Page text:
It is vital that you set a time aside to take a closer look at the mistakes your students make in spelling, grammar and punctuation to make sure they understand why they are mistakes. I’ve seen too often that students that are not given the opportunity to correct the errors in their writing tend to create a habit of making those same mistakes all the way through their secondary school years.  I’ve had countless conversations with colleagues that teach high school English and have complained about students with poor grammar and spelling skills.

It is imperative that we model these skills and our students practice them every day. I know there is very little time to spare for one more mini-lesson when you already have so much to teach. I know what you’re thinking…when will I have the opportunity to teach a mini-lesson for each of these skills every day? Well, I might have the answer to that! Not a fancy one just a simple idea that has worked for my hectic schedule and gets the job done! I model all of these skills everyday through a shared writing mini-lesson called Message of the Day! Tada! I told you it wasn’t fancy. It only takes less than 10 minutes and it works!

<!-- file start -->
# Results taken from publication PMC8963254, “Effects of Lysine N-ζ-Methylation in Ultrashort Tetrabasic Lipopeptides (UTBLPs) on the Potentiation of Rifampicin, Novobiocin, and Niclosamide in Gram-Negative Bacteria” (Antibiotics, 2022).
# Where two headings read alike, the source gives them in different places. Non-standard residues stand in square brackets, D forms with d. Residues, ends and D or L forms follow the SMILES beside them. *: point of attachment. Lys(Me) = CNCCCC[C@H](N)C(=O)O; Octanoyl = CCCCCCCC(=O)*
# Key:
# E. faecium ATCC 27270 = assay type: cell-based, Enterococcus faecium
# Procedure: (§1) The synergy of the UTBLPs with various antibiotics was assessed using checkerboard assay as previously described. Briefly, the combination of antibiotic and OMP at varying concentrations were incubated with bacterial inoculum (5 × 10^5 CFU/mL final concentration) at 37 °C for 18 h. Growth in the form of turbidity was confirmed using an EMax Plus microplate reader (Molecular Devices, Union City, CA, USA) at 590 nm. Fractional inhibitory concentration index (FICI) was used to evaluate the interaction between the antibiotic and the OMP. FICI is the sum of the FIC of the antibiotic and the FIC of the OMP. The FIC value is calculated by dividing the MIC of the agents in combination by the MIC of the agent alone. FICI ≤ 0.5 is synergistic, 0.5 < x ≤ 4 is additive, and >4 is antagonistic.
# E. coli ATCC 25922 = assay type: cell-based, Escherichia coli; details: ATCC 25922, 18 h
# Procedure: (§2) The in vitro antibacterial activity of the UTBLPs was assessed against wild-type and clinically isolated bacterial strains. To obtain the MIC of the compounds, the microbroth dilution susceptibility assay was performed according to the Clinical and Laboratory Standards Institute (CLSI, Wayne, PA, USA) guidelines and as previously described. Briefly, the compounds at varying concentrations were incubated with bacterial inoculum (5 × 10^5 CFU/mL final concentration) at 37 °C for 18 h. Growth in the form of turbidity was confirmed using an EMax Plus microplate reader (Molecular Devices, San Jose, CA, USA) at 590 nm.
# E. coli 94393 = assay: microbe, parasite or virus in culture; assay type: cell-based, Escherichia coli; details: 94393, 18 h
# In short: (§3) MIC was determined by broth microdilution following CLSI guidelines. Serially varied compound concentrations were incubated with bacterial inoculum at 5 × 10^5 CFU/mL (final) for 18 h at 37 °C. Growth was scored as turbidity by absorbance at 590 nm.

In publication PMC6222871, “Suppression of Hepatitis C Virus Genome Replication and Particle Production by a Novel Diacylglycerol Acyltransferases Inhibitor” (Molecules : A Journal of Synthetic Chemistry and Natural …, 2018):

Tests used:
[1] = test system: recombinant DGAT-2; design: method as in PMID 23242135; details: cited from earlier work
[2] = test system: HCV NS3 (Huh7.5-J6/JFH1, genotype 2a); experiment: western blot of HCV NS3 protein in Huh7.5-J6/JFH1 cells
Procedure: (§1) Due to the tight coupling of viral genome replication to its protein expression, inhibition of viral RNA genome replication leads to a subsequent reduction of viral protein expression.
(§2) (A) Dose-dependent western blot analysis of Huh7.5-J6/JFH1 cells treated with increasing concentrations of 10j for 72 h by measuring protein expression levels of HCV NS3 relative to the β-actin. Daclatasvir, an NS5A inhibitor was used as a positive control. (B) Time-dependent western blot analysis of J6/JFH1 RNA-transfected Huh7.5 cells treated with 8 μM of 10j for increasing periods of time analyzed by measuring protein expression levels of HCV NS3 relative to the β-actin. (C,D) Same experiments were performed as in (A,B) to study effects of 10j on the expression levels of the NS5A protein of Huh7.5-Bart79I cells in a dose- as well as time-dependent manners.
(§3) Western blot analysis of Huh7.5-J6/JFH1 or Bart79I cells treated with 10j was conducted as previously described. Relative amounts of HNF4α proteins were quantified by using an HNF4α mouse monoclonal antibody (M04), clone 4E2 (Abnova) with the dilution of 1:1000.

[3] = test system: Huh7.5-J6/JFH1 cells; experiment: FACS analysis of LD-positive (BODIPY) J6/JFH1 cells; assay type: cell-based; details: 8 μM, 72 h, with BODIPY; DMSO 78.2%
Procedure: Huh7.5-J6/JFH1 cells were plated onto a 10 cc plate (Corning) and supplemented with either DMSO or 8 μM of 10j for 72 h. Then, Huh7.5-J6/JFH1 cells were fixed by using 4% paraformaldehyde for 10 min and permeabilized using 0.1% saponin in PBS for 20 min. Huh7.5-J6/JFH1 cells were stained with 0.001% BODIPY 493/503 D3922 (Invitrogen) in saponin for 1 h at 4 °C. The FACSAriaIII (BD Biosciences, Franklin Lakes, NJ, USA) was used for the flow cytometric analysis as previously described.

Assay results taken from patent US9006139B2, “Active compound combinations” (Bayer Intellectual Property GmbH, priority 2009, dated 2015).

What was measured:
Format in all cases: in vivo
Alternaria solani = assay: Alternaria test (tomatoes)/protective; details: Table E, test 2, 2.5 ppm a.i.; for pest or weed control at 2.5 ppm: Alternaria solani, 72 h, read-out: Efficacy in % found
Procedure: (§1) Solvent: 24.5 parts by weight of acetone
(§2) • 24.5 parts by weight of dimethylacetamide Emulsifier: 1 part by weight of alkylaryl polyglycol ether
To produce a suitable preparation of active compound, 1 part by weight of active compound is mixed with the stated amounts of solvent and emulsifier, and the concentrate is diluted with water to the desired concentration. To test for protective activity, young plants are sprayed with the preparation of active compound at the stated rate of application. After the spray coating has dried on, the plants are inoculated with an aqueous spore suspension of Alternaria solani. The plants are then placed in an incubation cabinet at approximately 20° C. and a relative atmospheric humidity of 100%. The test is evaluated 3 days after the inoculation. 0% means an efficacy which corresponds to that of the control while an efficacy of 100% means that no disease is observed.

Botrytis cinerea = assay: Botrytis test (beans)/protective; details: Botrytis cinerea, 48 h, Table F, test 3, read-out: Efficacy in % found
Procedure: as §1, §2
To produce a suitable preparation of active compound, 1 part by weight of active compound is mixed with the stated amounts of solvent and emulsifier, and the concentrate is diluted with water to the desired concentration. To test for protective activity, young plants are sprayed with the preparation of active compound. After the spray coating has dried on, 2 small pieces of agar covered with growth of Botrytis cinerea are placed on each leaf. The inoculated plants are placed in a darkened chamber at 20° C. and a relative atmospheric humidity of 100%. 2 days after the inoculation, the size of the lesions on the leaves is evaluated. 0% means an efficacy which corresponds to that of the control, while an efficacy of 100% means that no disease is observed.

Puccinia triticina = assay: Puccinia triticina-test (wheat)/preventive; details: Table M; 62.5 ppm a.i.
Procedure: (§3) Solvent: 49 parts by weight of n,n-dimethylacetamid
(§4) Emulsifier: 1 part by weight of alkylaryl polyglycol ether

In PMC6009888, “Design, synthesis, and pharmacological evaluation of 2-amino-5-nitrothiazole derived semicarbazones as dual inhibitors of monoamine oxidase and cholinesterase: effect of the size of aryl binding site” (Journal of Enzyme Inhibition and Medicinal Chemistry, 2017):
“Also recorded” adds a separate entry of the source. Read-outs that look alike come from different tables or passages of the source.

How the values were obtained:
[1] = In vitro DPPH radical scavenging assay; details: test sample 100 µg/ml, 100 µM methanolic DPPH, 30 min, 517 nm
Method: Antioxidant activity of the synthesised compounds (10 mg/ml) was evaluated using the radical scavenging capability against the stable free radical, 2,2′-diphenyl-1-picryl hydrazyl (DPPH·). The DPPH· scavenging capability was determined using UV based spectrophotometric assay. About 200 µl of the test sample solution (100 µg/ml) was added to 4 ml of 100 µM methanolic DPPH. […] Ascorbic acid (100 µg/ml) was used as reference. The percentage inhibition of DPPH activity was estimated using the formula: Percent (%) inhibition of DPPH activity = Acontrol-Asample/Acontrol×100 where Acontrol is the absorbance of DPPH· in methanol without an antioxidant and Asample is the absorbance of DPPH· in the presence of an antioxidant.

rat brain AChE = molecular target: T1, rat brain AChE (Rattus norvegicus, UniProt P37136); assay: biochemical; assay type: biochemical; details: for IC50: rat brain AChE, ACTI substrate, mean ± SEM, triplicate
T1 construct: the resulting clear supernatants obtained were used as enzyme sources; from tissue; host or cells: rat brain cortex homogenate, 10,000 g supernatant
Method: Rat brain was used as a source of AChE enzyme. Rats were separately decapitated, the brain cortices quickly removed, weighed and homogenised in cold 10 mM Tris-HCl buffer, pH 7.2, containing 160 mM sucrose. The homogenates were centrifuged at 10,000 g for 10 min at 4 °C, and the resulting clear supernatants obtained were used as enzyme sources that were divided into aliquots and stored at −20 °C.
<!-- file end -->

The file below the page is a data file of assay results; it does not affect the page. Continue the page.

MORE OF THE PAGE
On chart paper, I have a small paragraph written out with errors that need to be corrected. I base the errors on the skill that we are working on that week plus past skills that we need to continue to practice. For example, if the skill that week is to work on proper nouns, spellings with la “h muda/silent h” and a past skill such as punctuation, I include all of those skills in the Message of the Day.  See below.

NOTE: The skill here for spelling is to make sure to include la “h muda” en las palabras que empiezan con la “h.” I see these types of spelling mistakes all the time.  There really isn’t another way to teach students this particular skill but through practice, practice, practice! The other skill here is to recognize and capitalize the proper nouns. The past skill that we will continuing working on is capitalization of the beginning of a sentence and punctuation.